Warning: A Splurging America Is Borrowing Trouble
Franco Modigliani and Robert M. Solow
The International Herald Tribune, April 10, 200
The writers are Nobel Prize winners in economics. They contributed this comment to The New York Times.
Cambridge, Massachusetts.Many have criticized President George W. Bush's proposal for a deep and lasting cut in income taxes, but hardly anyone has addressed its implications for what might well be the greatest danger facing the U.S. economy in the years to come: the large and growing deficit in the international trade balance.
A large, permanent tax cut would make the international economic position of the United States worse, not better. This is in addition to its other disadvantages. The past decade has been one of exceptional economic vigor. Output increased by nearly 40 percent, investment more than doubled and consumption grew by just over 40 percent, pushed by a spending spree that reduced personal saving to near zero. .
But this rosy picture was accompanied by one worrisome development. Throughout this period spending grew faster than what the country earned, spilling over, in large part, into a growing trade deficit. .
By the end of 2000 the excess of expenditure over income had reached about 4 percent of GDP and was apparently still rising. .
For a country, just as for a family, there are only two ways of getting the money to spend more than one's income: borrowing it and selling assets. In the case of nations, the creditors and the buyers of the assets are foreigners.
Throughout this prosperous past decade the United States sold more and more assets, like government bonds and shares in its companies, and went deeper and deeper into debt .
This development is not serious as long as the debt is small and remains under control so as not to worry creditors. But if the debt is not under control, or if some event makes the debtor appear less creditworthy than before, the creditors may decide that they are not willing to finance a country's growing debt - for fear of a depreciation of the debtor's currency that lowers asset values in their own currencies.
They may even want to liquidate part of their investment in search of diversification. If such a thing happened to the United States, there could be very unpleasant consequences for Americans.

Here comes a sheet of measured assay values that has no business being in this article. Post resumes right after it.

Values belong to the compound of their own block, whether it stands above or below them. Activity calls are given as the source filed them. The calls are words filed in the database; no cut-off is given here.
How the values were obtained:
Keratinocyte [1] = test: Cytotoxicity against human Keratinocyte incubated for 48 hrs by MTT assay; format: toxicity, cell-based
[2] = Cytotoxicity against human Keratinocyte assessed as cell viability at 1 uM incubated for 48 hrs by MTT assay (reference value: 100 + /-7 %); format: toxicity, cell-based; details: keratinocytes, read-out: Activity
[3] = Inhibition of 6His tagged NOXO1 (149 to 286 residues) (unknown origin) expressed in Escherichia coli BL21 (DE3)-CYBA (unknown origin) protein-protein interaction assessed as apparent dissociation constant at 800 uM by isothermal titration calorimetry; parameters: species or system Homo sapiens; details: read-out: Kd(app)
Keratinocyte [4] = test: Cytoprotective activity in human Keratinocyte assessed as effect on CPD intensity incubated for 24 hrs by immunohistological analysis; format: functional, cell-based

Depreciation of the dollar would make imports so expensive and exports so cheap as to eliminate the trade deficit. But this depreciation would create a further motive for foreigners to liquidate their American assets, dumping the dollars so obtained in exchange for foreign currency.
The size and power of the American economy have protected it from capital flight in shorter episodes of unfavorable trade balance, but there is no guarantee that this will remain true. Nor could the dollar be propped up through purchases by the Federal Reserve or the Treasury, since their small reserves of foreign currency would be woefully inadequate to stem the tide. (U.S. reserves amount to some $60 billion, compared with a current trade deficit of $400 billion a year, just two months' borrowing.)
Thus a flight from the dollar would produce a deep devaluation and accompanying rise in the prices of imports and of things made with imports. At worst, Americans might experience a wage and price spiral calling for sharply higher interest rates. The final result could be falling investment and output, and high unemployment. And American weakness would be very likely to spread to other countries. Few believe that this hard-landing scenario is an immediate threat. But there is good reason to believe that if nothing is done to change the current course, the probability of a costly ending will keep increasing.